Performance is a critical enabling criterion for realtime applications.
However, performance is no less important in offline simulations,
where the turnaround time for testing new scenes and simulation
parameters should be minimized.
Current continuum mechanics approaches often have unfavorable
trade-offs between these criteria for certain computer graphics applications, which led to the development of alternative methods, such
as Position Based Dynamics (PBD). Due to its generality, simplicity,
robustness, and efficiency, PBD is now implemented in a wide range
of high-end products including PhysX, Havok Cloth, Maya nCloth,
and Bullet. While predominantly used in realtime applications, PBD
is also often used in offline simulation. However, the desirable qualities of PBD come at the cost of limited accuracy, because PBD is
not rigorously derived from continuum mechanical principles.
We propose a new implicit integration solver that bridges the gap
between continuum mechanics and PBD. The key idea is to introduce energy potentials with a specific structure. More precisely, our
potentials consist of a convex quadratic distance measure from a constraint. The constraints are general nonlinear functions that express
the desired state of an element, for example, that the volume of a
tetrahedron must remain within given bounds. The distance measure
quantifies how much individual constraints are violated in a given
deformed configuration. While our solver can handle arbitrary geometric constraints, we propose a specific set of constraints derived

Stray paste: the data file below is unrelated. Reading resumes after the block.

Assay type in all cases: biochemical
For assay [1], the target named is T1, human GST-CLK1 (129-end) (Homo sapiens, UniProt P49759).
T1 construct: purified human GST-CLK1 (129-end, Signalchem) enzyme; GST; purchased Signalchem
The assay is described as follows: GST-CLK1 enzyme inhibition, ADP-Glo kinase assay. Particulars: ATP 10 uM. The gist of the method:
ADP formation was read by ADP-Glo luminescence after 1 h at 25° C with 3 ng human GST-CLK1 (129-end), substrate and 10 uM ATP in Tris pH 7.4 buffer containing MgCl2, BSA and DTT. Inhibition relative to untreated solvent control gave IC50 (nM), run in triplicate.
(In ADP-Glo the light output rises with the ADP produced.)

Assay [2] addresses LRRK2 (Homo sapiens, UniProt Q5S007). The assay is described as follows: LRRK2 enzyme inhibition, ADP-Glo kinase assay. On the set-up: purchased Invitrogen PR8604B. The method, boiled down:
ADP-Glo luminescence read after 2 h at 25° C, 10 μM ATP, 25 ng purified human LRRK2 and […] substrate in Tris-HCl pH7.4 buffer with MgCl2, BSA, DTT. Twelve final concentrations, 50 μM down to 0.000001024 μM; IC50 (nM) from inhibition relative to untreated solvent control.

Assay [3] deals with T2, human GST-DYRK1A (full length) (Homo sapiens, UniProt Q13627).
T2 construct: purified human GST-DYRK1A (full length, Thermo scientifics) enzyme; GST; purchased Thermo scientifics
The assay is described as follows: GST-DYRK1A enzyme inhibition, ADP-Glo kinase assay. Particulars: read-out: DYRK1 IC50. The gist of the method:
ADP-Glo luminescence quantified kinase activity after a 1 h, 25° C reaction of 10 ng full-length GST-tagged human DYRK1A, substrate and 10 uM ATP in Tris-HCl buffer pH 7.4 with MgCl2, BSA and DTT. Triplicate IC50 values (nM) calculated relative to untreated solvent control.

from continuous deformation energies. These continuum-based
constraints are very practical because they considerably simplify
parameter tuning especially when dealing with meshes of different
resolutions and non-uniform tessellation.
The main advantage of our constraint-based potentials is that their
structure enables an efficient local/global optimization (block coordinate descent). Specifically, the local step consists of projecting
every element onto the constraint manifold, i.e., solving a small
nonlinear problem per element. The global step combines the results
of individuals projections, finding a compromise between all of the
individual constraints, while also taking into account global effects
such as inertia and external forces.
The local/global approach allows us to formulate an implicit integration solver that is guaranteed to weakly decrease the energy in every
iteration without requiring any specific precautions. This contrasts
with classical Newton’s method which requires line search strategies
and safeguards against singular or indefinite Hessians to guarantee
robustness. Furthermore, with a fixed set of constraints, we can
pre-factor the linear system of the global step, which greatly reduces
computation time. The local steps consists of small independent
optimization problems, which can be all executed in parallel.
To our knowledge, our method is the first to apply local/global optimization to simulate general dynamical systems. We demonstrate
that this solution provides a robust and efficient approach to implicit